Modern Slavery, a different kind of slavery without locked doors
Modern slavery is mostly targeting women Photograph courtesy of: Flickr, Ira Gelb
Slavery is often associated only with forced labour and the African American movement in the USA. But what people tend to ignore is that there are still different kinds of modern-day slavery, which vary from human trafficking, to bonded labour, domestic and child slavery. The victims usually originate from vulnerable social groups, people that try to establish a better life for their families and themselves. In 2012, the countries with the highest victim potentiality were Romania, Poland, Nigeria, Vietnam, Hungary, Slovakia and the UK.
Last week, the event "Perspectives on Modern Slavery" took place in London, with a speaker panel consisting of Guardian Journalist Annie Kelly (currently working on the Modern-day Slavery in focus project), Inga Thiemann (PhD candidate in Human Trafficking), Andrew Leak (Lead, Medico-Legal Services for the Helen Bamber Foundation), Lynne Chitty (UK Care Director for Love146) and Mark Heath (Head of Business Change and Development at the Gangmasters Licensing Authority). The speakers talked about their personal experiences with the survivors and the difficulties they faced in building a relationship with them, as well as the social, political and financial issues that cause the phenomenon of slavery.
Annie Kelly explained, through her personal experience, how the victims are targeted and how they are tormented psychologically into thinking that slavery is the only solution. When people of a poor financial and educational background decide to move across bigger and more prosperous countries, the only way is through people that promise to find them work and residence, in exchange of labour for a specific amount of time. "That person could have been vulnerable, for example, in Poland, was brought to the UK with a promise of a better life and ends up being without passport, in a country where he doesn't know the language, the system or anybody to help him", says panel speaker Mark Heath. "And that's why people can now be entrapped, without actually being entrapped with a locking key", he continues.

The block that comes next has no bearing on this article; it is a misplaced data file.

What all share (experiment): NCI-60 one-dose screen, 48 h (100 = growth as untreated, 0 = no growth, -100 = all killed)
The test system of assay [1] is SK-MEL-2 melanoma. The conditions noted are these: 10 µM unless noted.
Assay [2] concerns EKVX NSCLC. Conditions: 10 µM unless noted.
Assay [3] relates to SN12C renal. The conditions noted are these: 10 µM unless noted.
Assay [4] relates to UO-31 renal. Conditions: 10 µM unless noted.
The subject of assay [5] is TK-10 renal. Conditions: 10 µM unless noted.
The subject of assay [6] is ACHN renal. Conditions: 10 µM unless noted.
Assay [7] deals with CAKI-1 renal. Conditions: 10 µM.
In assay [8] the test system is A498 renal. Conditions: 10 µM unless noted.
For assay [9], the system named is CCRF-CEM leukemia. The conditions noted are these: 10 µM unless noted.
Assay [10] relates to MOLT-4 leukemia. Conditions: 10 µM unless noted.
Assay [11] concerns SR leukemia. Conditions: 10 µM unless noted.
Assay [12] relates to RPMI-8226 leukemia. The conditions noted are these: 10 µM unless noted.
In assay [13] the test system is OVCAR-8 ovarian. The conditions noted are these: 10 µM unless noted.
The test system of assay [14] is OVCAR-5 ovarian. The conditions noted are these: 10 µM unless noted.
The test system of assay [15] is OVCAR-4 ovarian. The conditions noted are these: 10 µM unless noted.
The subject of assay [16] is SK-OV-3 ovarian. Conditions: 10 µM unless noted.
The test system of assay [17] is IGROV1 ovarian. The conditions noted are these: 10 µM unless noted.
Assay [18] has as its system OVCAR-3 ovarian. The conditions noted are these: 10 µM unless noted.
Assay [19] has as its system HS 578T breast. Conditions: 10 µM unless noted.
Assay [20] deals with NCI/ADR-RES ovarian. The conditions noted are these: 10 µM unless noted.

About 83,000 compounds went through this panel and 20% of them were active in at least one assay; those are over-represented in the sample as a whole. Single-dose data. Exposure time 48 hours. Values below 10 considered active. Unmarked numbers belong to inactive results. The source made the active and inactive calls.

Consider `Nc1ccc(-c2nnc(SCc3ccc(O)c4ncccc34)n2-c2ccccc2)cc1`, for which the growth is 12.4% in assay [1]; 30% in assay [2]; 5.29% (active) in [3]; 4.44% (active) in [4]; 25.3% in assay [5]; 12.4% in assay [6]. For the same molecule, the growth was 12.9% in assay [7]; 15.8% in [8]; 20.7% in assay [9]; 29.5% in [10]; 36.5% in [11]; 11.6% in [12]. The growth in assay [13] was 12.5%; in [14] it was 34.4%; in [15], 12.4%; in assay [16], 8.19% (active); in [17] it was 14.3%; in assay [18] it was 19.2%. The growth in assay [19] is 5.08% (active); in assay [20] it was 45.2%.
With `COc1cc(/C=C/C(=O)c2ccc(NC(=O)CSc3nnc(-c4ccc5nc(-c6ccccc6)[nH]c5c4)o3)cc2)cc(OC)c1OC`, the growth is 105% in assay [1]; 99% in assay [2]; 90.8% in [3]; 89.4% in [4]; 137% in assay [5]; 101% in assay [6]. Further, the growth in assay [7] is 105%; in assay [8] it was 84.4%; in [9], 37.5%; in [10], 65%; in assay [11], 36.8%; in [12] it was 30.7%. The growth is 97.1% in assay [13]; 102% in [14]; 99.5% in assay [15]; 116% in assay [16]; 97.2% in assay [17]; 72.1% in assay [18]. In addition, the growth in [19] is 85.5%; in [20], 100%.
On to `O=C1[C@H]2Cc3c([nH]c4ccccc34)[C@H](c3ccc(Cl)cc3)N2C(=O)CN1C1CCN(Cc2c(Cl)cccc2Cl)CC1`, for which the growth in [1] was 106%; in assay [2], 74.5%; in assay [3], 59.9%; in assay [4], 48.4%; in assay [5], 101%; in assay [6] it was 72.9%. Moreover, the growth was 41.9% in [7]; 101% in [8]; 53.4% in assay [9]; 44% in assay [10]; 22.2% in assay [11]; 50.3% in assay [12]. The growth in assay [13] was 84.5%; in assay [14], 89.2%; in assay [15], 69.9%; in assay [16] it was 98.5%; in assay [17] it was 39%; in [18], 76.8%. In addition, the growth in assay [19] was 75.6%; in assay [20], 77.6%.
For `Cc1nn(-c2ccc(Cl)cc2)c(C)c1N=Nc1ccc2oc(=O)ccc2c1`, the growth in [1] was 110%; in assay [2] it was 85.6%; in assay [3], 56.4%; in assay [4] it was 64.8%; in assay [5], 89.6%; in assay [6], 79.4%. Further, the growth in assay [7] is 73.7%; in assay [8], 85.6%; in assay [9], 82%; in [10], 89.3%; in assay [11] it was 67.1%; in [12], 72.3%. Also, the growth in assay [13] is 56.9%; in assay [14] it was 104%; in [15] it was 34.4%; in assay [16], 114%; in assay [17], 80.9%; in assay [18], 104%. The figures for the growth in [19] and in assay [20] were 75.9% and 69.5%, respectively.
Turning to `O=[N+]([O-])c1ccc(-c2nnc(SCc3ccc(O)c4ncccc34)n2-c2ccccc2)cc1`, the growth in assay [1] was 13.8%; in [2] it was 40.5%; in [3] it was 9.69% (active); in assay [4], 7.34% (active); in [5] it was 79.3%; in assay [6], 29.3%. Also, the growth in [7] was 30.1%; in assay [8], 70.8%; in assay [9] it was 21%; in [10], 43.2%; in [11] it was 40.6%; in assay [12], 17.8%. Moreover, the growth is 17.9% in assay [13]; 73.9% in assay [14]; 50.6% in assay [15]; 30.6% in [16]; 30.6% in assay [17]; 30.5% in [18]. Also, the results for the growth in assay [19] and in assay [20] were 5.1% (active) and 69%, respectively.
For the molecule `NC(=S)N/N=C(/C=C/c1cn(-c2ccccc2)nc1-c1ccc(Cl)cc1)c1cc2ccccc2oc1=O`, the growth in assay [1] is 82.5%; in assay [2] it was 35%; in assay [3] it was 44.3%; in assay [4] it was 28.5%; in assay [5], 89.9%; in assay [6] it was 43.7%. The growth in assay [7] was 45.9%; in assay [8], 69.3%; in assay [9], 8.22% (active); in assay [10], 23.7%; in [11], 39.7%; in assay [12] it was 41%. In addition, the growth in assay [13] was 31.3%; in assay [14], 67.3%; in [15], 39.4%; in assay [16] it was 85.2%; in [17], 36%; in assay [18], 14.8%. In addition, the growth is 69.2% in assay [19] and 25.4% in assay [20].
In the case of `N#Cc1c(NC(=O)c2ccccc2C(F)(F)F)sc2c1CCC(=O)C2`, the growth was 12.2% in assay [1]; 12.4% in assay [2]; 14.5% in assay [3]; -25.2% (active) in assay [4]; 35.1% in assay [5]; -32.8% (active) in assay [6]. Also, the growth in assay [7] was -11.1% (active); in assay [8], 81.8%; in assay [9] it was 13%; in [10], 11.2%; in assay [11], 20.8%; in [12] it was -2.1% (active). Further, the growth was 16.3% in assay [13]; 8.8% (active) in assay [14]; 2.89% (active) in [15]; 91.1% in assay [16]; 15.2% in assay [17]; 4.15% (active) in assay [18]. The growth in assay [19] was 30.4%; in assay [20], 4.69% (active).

Andrew Leak spoke about Helen Bamber Foundation's work with survivors of slavery, pointing out how difficult it was to help them overcome the entire physical and psychological trauma, as a result of the abuse they've been through. He also talked about how difficult it was to help people with different religious backgrounds and beliefs overcome the superstitions their abusers used against them: "If you have a background in a culture that believes in witchcraft and if this juju (objects such as amulets and spells) is so inbuilt into someone's culture, one of the most difficult things that we face is breaking that juju spell and reassuring people that nothing bad will happen to them".
Lynne Chitty, which has been working with trafficked children for 25 years now, describes how difficult that is, as children are even born and raised into trafficking and they learn from a young age to live with the fear that their abusers may harm them, even after long they have escaped. The Care Director brought an example from her personal experience: "This young person was rescued and she had to do a child protection interview that young people do on video, she found it so distressing that she tried to take her own life". The exploitation that some of these young people experience on their journey is horrendous and not everyone can stand it; "one girl said to me that she had to leave because she couldn't let what happened to her happen to her sister".
Marion D'Ardenne, volunteer at the Purple Teardrop Campaign, an organisation that raises awareness and supports safe houses for trafficking victims, gave an advice on how we should all react in case we notice a form of modern slavery; we should call the Police and report what has been noticed, or call the Modern Slavery helpline at 0800 0121 700. She also commented on the passage of a new law about slavery: "It has been heartening and interesting to understand and share the process of the passage of the Modern Slavery Bill through Parliament. When this becomes a law, it will be a definite achievement and pave the way forward".
What is really important to keep from this event is that slavery is something that has not been yet extinct, even though it was abolished in the 19th century. Modern slavery can take many forms and fool not only the victims into believing a stranger, which entangles them in a web they can't get away from, but also the bystanders that may not realize or want to realize what's happening in front of their eyes.